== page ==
The threat assessment of global warming has included: disruptive weather in the form of violent storms, flooding, wind damage, altered growing seasons leading to crop failures, even long-lasting drought. None of these threats are greater in the minds of the White House and the American people, than the thought of the end of the era of the automobile. It is a nation founded on personal freedoms and the automobile has become the over-riding symbol of that freedom. To be unable to "get away" from your problems by going for a drive, or unable to go visit a loved one anytime you feel like it, or to have access to a resource (like food) simply by hopping in your vehicle and going to get it, is anathema to the American way of thinking, and contra-indicated by their whole social planning strategy, centred as it is, on suburban living. They would rather give up unassisted breathing than give up their automobiles, and that is exactly what they will be doing if they start using coal as an alternative source of fuel. People in Taiwan and mainland China wear surgical masks as they walk down the city streets or travel by motor scooter about their daily lives, because the air is harmful to breathe. This is the fate of North American cities. Like the frog boiling gradually in the pot of water as the heat is turned up, we, the citizens of North America, just like those in Asia, will asphyxiate ourselves before we give up the automobile and its associated freedoms.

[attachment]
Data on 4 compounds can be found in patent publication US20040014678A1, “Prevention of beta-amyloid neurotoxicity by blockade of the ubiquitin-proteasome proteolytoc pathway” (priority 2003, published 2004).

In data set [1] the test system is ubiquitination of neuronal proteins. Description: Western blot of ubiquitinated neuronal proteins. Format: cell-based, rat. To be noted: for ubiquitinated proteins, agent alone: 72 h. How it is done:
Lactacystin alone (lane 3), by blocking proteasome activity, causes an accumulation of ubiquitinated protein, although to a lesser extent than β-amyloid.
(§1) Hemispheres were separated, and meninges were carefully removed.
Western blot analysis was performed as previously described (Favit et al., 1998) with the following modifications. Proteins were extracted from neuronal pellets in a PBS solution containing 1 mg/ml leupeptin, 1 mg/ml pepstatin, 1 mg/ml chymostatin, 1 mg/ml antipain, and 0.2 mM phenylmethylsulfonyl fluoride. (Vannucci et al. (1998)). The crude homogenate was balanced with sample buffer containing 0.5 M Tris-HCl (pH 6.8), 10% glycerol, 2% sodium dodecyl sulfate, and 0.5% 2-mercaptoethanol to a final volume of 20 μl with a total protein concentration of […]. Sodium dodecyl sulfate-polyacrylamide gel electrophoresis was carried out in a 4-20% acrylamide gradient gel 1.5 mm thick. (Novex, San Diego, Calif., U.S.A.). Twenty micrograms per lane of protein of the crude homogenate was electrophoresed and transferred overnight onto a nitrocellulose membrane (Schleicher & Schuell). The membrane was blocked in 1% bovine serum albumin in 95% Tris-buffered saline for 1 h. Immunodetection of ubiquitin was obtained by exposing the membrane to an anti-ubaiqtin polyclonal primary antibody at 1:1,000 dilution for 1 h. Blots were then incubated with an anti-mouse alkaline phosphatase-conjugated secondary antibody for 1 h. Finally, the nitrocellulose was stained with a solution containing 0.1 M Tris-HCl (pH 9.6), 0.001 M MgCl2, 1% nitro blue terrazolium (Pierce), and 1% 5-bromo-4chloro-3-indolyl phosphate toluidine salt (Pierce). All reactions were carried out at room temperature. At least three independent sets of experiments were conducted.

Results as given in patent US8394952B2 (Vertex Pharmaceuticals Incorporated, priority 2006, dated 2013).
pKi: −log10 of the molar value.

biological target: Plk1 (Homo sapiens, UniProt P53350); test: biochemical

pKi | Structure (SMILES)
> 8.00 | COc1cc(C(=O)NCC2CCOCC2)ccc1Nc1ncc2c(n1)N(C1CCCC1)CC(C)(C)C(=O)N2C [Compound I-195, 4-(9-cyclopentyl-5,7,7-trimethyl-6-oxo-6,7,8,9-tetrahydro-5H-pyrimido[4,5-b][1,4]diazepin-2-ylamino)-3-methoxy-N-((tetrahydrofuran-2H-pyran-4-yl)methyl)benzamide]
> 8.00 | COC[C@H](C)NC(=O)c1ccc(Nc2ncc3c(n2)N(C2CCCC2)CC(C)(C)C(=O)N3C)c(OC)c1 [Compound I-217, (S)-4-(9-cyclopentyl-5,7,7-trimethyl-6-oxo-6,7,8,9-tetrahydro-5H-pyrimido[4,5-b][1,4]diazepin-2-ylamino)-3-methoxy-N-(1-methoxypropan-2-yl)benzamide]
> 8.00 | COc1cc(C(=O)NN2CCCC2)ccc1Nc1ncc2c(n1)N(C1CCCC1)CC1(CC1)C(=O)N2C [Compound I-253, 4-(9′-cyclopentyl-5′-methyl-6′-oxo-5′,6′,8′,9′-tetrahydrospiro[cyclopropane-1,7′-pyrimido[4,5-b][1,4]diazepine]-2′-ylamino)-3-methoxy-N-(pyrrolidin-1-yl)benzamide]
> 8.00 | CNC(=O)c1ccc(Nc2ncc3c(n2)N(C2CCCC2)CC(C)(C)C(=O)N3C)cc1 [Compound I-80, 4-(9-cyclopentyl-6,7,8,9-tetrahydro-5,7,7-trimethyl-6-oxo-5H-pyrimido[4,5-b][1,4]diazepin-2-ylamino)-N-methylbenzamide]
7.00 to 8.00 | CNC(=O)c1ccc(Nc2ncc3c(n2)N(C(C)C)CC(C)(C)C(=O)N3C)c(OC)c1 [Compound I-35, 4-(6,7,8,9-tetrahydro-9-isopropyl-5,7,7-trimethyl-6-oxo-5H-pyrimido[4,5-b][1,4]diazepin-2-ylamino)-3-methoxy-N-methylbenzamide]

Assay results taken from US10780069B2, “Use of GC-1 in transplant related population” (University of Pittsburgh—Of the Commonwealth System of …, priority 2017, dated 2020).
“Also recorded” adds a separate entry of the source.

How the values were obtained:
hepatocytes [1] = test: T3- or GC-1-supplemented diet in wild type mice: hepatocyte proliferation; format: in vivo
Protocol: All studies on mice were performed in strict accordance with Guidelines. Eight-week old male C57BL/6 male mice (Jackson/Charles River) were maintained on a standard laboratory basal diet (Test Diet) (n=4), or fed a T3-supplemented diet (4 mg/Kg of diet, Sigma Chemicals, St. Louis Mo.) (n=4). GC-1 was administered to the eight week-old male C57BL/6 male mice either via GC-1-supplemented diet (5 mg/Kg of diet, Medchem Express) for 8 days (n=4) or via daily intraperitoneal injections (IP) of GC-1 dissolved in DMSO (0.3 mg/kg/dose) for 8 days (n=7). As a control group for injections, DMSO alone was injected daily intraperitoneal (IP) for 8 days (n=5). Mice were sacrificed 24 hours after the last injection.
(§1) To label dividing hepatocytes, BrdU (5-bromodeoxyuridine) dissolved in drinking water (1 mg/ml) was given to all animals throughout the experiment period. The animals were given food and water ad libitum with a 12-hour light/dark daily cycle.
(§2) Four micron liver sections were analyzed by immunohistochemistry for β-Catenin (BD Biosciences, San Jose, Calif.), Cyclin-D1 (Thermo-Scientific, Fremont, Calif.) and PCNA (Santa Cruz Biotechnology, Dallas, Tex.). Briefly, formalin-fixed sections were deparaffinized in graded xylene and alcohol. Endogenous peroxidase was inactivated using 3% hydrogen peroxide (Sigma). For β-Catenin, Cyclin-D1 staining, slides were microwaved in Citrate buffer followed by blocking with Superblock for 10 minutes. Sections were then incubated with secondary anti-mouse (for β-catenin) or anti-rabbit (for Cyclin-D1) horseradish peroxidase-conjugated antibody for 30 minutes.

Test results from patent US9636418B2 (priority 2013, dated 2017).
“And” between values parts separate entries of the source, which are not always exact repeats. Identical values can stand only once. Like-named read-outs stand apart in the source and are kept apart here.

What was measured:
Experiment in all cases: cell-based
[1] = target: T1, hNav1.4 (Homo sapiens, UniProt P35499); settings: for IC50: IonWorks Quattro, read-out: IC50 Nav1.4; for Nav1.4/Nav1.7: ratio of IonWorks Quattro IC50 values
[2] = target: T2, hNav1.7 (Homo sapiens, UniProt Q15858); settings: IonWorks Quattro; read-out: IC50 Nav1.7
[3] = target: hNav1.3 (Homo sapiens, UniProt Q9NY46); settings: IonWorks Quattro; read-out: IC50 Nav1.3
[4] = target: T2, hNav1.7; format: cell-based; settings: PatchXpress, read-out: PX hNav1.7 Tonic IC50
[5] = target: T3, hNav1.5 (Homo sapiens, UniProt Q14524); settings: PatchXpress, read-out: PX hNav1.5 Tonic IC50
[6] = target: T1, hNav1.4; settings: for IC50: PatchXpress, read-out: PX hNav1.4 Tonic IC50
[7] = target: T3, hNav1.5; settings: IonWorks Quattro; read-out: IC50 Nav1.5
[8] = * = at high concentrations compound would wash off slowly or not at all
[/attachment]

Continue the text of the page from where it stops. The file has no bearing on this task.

Therefore, we may conclude that the U.S. government will not untertake ant action that will mean the reduction in the use of the personal vehicle by its citizens. The dynamic isn't as simple as the political rhetoric: we serve the people and they want their cars. It is more subtle. The government, any government, exists to serve its dominant class (see John Ralston Saul, Voltaire's Bastards for a fuller exposition). In the Western nations and increasingly throughout the world the dominant class has become the corporation. The corporations sell goods and services and influence the government with huge amounts of cash and considerations at the personal, party and public levels as well as intense lobbying by highly proficient professionals. These corporate interests profit by pandering to the tastes of the multitudes without regard to their direct well-being. The corporation after all is designed to look after the well being of only one group: their stockholders, and the stockholders typically want only one thing: profit.